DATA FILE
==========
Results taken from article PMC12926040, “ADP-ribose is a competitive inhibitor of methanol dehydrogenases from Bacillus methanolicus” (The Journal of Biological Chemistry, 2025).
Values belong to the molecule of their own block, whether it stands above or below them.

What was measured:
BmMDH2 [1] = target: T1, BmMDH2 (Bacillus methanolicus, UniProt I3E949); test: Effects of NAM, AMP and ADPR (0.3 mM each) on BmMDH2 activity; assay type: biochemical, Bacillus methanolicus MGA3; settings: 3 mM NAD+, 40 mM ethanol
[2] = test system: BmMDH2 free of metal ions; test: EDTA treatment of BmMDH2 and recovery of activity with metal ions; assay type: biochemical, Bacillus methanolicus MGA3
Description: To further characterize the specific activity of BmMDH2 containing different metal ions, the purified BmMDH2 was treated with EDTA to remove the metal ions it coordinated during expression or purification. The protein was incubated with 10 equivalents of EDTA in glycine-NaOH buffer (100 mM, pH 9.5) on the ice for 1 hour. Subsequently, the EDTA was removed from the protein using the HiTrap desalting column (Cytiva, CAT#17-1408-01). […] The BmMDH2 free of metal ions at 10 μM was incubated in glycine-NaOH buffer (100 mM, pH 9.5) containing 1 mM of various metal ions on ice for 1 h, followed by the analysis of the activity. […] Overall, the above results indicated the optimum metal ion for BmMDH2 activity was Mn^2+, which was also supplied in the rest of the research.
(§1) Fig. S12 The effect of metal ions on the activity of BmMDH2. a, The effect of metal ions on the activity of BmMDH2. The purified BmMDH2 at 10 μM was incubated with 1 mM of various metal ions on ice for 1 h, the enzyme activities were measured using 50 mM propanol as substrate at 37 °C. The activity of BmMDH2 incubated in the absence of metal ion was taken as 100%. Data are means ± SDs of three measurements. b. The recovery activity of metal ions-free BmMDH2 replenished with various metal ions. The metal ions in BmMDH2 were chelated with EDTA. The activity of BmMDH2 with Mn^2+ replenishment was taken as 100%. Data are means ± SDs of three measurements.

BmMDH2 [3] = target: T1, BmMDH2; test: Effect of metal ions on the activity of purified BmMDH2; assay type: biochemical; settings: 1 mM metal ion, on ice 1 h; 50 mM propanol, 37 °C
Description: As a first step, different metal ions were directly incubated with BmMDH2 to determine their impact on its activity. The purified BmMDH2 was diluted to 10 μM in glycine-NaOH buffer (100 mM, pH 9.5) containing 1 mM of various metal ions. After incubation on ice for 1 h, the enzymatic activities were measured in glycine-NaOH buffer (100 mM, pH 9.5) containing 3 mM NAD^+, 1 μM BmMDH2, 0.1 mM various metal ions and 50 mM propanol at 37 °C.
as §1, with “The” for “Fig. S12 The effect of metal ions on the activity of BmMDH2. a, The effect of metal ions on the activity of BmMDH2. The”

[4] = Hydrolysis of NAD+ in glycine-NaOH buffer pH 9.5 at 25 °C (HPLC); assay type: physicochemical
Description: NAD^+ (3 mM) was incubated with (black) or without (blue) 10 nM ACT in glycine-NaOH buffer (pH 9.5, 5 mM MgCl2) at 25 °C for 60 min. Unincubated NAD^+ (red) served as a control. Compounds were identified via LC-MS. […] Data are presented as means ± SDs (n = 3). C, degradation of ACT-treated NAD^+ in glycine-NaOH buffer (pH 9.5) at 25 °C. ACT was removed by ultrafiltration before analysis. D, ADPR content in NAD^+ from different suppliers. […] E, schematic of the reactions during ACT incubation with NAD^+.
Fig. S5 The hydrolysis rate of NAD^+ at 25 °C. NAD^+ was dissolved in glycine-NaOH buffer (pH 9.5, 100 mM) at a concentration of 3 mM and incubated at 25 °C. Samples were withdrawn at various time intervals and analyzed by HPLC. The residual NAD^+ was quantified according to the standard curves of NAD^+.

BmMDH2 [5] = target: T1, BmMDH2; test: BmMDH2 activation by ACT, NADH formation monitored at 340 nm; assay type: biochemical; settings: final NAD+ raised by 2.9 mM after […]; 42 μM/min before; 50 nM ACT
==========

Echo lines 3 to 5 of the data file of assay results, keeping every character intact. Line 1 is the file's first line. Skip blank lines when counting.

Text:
What was measured:
BmMDH2 [1] = target: T1, BmMDH2 (Bacillus methanolicus, UniProt I3E949); test: Effects of NAM, AMP and ADPR (0.3 mM each) on BmMDH2 activity; assay type: biochemical, Bacillus methanolicus MGA3; settings: 3 mM NAD+, 40 mM ethanol
[2] = test system: BmMDH2 free of metal ions; test: EDTA treatment of BmMDH2 and recovery of activity with metal ions; assay type: biochemical, Bacillus methanolicus MGA3